Steady Stance of Sudan on GERD Negotiations

Isam Addeen Mohammed Saleh

On the long course of the tripartite negotiations that includes Sudan, Egypt, and Ethiopia (the three stakeholders on River Nile waters, on reaching a binding legal agreement and resolving the disputes over the Grand Ethiopian Renaissance Dam (GERD) which took a long time without reaching any tactile outcome, the three countries resorted to different tactics, strategies and besides the doors of the negotiations halls to avoid the negative aspects of GERD after its completion.

It happened at that some time the interests of one of the three countries conform with the second, but it contradicts with the interests of the third.

Observes, analysts, and experts suggest that there are variables and new conditions in the Sudanese stance from conforming with Ethiopia. This is evidenced in the enormous statements of the Sudanese officials and the sympathize of the Sudanese public opinion towards the eligibility of Ethiopia in constructing the dam and benefit from the Blue Nile waters according to the international conventions and laws., besides their affirmation and promoting that Sudan will benefit from the construction of the dam.

The statements of the Sudanese officials could be understood as a contradiction to the Egyptian stance which considers that the construction of the GERD represents a threat to the Egyptian state.

Meanwhile, some experts consider the negotiations variables of the Sudanese stances made the Sudanese stance closer to the Egyptian stances through several facts on top of which the coordination between the two countries on expanding the umbrella of the negotiations to include the United Nations, the European Union, and the United States of America under the leadership of the African Union.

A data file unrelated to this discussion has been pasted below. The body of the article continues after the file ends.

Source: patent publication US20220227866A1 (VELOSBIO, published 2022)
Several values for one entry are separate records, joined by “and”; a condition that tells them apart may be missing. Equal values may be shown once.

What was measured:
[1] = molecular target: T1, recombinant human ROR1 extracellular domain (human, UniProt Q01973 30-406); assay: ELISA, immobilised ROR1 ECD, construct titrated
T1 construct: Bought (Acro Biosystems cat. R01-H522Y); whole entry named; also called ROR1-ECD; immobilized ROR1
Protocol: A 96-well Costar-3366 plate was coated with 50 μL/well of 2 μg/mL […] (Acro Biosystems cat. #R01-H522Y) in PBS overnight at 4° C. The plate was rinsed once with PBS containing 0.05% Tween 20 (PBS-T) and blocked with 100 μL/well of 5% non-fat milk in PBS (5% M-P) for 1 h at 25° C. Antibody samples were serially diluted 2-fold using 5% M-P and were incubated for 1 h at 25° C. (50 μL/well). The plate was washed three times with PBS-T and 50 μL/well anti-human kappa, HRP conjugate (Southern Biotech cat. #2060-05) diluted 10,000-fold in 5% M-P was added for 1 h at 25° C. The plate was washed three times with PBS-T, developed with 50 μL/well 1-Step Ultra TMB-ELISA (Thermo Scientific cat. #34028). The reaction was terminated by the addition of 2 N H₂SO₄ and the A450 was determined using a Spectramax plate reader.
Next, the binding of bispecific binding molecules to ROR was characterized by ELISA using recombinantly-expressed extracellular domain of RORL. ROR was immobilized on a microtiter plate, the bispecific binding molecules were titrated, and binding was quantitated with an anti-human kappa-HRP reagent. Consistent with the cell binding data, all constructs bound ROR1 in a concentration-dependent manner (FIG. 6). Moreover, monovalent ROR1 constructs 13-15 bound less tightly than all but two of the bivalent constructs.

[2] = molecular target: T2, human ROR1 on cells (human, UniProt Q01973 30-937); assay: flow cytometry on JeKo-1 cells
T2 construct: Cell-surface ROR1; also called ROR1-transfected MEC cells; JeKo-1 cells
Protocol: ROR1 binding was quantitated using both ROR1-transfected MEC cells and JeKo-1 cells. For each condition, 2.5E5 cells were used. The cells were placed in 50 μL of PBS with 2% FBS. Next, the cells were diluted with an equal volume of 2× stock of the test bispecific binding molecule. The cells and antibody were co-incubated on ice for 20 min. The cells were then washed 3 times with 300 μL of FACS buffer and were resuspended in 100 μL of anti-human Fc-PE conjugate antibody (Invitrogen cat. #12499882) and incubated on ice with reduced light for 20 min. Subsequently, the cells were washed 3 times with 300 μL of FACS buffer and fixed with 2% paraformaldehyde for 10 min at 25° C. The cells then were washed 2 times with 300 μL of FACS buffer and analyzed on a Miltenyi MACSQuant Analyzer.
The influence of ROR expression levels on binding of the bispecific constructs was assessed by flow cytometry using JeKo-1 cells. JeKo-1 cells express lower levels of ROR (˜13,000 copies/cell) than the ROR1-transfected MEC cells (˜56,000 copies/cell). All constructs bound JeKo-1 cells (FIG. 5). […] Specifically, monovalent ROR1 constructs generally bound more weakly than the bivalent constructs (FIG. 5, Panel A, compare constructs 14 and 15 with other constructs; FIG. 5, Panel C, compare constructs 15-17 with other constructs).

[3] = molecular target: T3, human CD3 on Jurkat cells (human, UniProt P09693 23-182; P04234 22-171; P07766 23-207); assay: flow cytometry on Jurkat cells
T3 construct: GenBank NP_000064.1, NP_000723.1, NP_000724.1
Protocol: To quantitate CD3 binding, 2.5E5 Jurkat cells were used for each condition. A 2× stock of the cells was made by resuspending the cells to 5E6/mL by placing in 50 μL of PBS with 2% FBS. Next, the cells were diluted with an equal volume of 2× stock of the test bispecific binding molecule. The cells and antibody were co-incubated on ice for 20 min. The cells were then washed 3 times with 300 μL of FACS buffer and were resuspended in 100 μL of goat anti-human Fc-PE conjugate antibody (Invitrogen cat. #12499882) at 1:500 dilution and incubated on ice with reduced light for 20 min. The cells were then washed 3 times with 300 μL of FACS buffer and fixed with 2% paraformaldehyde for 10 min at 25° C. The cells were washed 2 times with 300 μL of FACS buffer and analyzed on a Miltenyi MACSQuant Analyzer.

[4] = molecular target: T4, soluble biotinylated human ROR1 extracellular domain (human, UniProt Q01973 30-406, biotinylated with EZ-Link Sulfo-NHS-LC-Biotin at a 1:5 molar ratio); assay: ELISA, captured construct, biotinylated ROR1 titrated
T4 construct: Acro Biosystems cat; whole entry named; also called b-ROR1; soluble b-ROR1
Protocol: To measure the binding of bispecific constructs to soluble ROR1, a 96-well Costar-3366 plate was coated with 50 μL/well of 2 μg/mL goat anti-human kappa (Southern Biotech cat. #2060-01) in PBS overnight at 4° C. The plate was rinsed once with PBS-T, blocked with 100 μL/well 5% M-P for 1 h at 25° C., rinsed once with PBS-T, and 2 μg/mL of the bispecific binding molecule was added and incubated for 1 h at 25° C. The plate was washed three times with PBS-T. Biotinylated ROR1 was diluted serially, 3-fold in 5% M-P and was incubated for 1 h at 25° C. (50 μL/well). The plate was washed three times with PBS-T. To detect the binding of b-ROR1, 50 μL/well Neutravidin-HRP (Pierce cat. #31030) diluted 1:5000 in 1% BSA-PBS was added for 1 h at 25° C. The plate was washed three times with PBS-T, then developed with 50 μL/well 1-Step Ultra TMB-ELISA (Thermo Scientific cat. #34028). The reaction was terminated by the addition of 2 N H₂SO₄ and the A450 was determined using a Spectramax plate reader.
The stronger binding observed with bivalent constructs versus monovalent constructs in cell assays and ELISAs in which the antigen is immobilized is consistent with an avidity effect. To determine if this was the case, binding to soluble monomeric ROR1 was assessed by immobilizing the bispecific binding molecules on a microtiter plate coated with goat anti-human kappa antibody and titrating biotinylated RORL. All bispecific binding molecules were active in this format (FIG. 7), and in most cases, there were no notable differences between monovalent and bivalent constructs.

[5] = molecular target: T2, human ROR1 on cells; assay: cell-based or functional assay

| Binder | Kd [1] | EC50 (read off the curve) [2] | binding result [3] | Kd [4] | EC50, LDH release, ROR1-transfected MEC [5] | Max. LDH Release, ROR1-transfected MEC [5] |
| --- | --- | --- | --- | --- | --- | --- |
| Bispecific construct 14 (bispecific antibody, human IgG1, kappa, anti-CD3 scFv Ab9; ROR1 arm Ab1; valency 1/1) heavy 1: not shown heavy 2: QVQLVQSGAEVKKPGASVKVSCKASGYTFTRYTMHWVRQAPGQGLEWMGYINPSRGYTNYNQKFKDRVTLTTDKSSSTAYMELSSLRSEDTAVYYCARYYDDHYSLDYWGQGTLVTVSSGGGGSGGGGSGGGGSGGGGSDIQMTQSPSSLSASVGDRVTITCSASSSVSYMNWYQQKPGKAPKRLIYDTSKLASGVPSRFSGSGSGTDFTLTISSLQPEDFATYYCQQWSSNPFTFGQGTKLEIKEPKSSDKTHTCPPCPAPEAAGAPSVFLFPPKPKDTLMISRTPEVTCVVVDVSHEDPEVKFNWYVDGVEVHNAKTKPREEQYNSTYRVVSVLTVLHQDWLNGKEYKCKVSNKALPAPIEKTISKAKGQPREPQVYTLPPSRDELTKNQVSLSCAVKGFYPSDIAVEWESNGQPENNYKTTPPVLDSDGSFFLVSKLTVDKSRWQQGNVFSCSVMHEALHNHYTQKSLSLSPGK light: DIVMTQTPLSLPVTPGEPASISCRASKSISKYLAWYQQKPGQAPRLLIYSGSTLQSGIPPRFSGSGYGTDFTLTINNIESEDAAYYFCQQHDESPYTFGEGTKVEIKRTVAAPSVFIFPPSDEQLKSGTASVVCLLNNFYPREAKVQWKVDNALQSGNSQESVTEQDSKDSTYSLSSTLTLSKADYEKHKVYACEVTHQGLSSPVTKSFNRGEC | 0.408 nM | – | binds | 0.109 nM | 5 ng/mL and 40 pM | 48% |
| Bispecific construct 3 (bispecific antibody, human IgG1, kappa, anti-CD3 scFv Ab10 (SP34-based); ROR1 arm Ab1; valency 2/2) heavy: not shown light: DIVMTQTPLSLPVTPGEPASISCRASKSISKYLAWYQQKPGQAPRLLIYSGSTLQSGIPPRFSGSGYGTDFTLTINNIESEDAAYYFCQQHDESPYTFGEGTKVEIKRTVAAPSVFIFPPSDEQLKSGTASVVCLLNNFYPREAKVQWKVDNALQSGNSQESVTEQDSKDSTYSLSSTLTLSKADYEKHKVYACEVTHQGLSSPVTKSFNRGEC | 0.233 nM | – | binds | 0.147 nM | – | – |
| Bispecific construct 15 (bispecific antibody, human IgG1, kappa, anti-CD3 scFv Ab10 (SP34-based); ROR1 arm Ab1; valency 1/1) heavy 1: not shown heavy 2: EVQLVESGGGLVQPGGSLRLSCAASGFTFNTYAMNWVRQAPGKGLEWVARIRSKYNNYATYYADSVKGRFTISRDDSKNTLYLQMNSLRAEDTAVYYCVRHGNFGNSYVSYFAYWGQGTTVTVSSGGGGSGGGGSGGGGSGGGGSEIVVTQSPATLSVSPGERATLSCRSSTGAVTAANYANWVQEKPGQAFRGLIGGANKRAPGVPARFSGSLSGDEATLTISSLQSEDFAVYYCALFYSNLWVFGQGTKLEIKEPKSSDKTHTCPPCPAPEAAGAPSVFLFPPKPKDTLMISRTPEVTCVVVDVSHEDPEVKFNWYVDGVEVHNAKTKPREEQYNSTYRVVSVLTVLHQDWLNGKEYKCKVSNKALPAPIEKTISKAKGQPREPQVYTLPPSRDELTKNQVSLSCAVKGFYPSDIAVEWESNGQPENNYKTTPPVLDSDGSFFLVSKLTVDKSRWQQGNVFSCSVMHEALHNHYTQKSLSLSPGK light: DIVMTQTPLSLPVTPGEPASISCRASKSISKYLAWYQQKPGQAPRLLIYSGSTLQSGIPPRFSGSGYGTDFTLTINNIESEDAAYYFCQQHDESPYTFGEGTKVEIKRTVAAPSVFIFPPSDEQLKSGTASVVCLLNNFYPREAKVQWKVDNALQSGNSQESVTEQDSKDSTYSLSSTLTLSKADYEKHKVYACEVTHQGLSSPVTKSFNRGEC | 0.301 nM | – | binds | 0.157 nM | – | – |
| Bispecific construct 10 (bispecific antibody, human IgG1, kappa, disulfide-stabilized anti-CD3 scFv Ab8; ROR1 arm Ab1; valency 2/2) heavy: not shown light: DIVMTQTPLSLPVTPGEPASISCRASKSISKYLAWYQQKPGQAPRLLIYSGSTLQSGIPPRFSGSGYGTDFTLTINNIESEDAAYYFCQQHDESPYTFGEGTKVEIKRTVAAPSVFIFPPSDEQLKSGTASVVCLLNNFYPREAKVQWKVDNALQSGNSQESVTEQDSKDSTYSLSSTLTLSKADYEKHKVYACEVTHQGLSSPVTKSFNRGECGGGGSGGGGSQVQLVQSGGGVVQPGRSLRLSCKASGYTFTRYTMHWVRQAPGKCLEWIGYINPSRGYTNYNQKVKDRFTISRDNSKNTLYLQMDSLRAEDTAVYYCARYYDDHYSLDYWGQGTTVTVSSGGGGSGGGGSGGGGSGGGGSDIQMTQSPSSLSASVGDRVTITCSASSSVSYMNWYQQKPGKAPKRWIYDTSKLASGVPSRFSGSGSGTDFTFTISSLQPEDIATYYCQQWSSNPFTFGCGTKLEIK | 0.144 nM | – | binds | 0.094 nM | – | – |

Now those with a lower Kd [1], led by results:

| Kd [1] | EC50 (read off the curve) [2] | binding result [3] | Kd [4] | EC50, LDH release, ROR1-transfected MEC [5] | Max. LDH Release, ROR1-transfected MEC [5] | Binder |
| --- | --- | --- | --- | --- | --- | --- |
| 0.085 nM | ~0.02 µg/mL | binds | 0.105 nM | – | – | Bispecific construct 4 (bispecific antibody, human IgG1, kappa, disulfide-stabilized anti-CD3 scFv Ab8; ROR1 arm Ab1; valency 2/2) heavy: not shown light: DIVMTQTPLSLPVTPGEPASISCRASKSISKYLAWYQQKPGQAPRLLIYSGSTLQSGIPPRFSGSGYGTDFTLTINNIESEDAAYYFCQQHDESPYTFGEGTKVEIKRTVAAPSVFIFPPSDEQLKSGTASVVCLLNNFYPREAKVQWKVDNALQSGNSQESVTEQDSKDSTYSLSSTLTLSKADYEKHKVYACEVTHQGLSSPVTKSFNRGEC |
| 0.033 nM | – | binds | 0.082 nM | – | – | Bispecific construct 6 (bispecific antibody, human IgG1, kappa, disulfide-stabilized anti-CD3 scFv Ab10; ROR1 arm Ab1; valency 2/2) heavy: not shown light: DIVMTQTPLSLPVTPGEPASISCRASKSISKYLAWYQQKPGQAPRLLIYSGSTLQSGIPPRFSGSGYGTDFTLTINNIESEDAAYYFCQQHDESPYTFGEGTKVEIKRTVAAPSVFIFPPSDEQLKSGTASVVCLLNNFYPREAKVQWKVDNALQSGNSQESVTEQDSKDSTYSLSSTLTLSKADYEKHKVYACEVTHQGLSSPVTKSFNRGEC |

The proposal of expanding the umbrella of the negotiations came from the Sudanese officials and was immediately supported by Egypt.

Also, the two countries (Sudan and Egypt) unanimously rejected the second fill of the GERD without reaching a binding legal agreement to be signed by the three countries.

The recent joint military maneuvers between Sudan and Egypt could be understood that there is cooperation and coordination between Sudan and Egypt to confront the Ethiopian hardliner stance which neglects to reach a binding legal agreement on the second filling of the dam.

However, there are variables which the Sudanese government is sticking to, on top of which is the importance of reaching a legal agreement for the three countries on the filling of the GERD lake and the future operation to avoid any negative effects on the Sudanese dams and reservoirs or the people living along the banks of the Blue Nile.

Sudan also insists that its share amounting to 18.5 billion cubic meters as stipulated in the 1959 agreement should not be affected, while Ethiopia is endeavoring to include the issue of water share in the ongoing negotiations.

Sudan’s justification on not to touch its share is that the negotiations on GERD filling and operation have nothing to do with the water share.

It is obvious that Sudan is adapting stances that serve the national interests, and the same time is emphasizing the importance of resolving the water issues amid Nile Basin countries through negotiations within the framework of joint interests and cooperation to benefit from the water resources in consideration to the just and reasonable right for the benefit of all Nile Basin states.

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